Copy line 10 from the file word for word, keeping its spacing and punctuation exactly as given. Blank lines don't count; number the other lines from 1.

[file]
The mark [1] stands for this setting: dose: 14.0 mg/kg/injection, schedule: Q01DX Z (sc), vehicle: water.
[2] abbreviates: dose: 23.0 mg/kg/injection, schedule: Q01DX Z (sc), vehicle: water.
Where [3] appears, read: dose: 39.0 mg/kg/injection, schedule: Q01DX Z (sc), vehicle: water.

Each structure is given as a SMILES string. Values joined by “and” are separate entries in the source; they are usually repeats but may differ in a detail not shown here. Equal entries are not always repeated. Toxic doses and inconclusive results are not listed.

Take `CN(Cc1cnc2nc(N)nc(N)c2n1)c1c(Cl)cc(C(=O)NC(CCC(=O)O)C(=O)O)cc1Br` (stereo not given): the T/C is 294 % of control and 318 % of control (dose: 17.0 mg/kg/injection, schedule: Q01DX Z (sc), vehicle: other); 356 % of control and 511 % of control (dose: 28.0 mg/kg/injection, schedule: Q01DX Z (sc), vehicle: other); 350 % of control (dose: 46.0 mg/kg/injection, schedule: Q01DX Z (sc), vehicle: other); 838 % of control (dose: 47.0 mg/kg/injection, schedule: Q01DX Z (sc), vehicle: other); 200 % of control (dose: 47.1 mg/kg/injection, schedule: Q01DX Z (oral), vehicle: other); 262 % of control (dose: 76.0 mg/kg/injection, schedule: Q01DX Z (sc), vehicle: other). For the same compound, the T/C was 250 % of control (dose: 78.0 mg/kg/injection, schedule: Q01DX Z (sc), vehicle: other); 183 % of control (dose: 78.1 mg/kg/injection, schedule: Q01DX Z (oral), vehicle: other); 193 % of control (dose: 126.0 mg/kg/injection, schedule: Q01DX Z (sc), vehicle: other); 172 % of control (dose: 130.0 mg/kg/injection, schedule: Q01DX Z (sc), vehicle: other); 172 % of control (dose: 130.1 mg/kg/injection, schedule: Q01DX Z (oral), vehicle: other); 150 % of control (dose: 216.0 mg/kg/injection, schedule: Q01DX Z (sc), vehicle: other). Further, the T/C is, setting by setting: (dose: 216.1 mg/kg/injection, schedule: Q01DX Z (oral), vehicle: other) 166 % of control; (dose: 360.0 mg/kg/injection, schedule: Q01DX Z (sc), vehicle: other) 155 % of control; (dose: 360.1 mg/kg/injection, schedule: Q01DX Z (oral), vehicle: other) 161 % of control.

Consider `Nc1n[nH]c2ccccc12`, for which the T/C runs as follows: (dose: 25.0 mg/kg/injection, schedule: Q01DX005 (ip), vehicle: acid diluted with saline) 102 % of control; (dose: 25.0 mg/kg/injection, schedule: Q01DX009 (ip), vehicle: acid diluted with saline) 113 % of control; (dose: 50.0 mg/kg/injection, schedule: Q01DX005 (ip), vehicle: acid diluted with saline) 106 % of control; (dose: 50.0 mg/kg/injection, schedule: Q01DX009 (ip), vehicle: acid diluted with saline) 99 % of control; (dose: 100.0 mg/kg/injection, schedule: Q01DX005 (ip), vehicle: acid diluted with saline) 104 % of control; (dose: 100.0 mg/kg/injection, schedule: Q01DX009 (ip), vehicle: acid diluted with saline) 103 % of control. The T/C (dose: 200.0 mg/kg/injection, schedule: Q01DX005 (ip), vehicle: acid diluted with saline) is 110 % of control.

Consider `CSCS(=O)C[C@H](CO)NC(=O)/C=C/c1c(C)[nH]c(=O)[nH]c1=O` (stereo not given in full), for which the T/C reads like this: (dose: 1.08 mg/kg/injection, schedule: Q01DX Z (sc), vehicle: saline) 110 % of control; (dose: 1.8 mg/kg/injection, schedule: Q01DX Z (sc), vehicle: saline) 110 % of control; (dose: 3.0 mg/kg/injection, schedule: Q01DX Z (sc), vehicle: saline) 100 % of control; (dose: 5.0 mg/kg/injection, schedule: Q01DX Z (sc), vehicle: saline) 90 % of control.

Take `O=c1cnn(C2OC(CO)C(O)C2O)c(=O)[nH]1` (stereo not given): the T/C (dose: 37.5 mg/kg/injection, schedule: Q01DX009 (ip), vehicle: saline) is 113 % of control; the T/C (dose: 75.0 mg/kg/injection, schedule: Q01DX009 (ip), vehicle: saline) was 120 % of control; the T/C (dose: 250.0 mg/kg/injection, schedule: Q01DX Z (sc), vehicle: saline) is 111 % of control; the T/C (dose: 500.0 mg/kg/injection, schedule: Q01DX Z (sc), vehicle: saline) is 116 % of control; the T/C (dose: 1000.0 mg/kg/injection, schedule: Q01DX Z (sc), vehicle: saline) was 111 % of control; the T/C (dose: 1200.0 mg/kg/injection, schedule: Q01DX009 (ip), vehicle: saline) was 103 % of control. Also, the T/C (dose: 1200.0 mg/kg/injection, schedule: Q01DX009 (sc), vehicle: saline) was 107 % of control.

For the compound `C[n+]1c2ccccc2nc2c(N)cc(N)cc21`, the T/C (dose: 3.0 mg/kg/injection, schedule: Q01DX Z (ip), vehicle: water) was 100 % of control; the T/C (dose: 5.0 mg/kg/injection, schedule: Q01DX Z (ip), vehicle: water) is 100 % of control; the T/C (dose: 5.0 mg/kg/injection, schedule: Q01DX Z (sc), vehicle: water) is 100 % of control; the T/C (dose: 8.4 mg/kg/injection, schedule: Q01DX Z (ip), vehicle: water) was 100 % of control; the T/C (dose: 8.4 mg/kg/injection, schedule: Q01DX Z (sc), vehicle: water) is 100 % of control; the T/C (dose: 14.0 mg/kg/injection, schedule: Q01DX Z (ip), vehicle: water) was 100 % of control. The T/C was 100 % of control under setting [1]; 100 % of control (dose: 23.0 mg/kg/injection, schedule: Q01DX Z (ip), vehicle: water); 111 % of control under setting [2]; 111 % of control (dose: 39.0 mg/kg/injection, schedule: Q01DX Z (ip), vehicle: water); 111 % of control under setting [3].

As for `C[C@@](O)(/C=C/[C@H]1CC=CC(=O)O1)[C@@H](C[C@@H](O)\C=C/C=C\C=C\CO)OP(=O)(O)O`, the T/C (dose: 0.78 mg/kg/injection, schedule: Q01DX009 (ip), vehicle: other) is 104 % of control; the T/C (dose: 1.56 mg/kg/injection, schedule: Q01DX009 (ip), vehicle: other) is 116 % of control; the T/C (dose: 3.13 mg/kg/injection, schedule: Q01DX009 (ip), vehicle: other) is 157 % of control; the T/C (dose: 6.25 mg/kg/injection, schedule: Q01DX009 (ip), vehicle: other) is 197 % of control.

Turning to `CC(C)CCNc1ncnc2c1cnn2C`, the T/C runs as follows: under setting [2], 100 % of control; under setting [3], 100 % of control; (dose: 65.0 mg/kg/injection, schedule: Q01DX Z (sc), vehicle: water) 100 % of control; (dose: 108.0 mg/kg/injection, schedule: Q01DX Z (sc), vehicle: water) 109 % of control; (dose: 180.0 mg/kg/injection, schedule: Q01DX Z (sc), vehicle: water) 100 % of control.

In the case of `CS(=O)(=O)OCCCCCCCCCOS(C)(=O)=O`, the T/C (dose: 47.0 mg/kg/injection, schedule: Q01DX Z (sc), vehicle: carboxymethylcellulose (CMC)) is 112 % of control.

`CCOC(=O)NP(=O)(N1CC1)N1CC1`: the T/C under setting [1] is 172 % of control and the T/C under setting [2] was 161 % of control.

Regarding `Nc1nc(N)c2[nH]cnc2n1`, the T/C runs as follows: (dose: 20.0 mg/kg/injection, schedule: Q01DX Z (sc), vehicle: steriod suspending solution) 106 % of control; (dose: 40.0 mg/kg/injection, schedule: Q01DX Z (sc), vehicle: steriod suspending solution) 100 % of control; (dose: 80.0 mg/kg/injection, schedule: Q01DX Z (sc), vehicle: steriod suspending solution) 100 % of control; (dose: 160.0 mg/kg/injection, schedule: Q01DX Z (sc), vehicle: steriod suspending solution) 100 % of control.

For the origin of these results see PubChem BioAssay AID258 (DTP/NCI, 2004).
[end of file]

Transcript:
As for `C[C@@](O)(/C=C/[C@H]1CC=CC(=O)O1)[C@@H](C[C@@H](O)\C=C/C=C\C=C\CO)OP(=O)(O)O`, the T/C (dose: 0.78 mg/kg/injection, schedule: Q01DX009 (ip), vehicle: other) is 104 % of control; the T/C (dose: 1.56 mg/kg/injection, schedule: Q01DX009 (ip), vehicle: other) is 116 % of control; the T/C (dose: 3.13 mg/kg/injection, schedule: Q01DX009 (ip), vehicle: other) is 157 % of control; the T/C (dose: 6.25 mg/kg/injection, schedule: Q01DX009 (ip), vehicle: other) is 197 % of control.